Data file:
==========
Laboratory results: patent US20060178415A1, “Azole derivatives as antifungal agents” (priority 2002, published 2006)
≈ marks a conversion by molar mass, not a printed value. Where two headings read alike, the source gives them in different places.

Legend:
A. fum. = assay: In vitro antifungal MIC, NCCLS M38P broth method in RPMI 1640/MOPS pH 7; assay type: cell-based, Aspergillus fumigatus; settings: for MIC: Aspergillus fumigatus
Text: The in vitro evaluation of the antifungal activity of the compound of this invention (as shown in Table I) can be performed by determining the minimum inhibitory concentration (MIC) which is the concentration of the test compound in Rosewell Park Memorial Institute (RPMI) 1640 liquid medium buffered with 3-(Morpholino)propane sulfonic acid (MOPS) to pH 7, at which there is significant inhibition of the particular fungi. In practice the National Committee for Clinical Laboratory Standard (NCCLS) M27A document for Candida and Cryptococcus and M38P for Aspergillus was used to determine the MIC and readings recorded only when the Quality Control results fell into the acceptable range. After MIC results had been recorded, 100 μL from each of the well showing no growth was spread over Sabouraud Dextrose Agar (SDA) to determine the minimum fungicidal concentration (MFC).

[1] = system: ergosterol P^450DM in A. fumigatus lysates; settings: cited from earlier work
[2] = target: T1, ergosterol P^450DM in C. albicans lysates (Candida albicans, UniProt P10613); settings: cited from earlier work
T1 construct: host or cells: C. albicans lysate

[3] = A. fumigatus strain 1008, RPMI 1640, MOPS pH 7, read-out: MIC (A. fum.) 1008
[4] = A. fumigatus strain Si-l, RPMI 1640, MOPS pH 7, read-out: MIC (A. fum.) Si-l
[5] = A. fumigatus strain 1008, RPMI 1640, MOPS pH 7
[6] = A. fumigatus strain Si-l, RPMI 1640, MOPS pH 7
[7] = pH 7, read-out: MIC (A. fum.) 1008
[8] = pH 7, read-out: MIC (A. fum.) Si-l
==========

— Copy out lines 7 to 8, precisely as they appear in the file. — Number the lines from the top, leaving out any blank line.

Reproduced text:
[2] = target: T1, ergosterol P^450DM in C. albicans lysates (Candida albicans, UniProt P10613); settings: cited from earlier work
T1 construct: host or cells: C. albicans lysate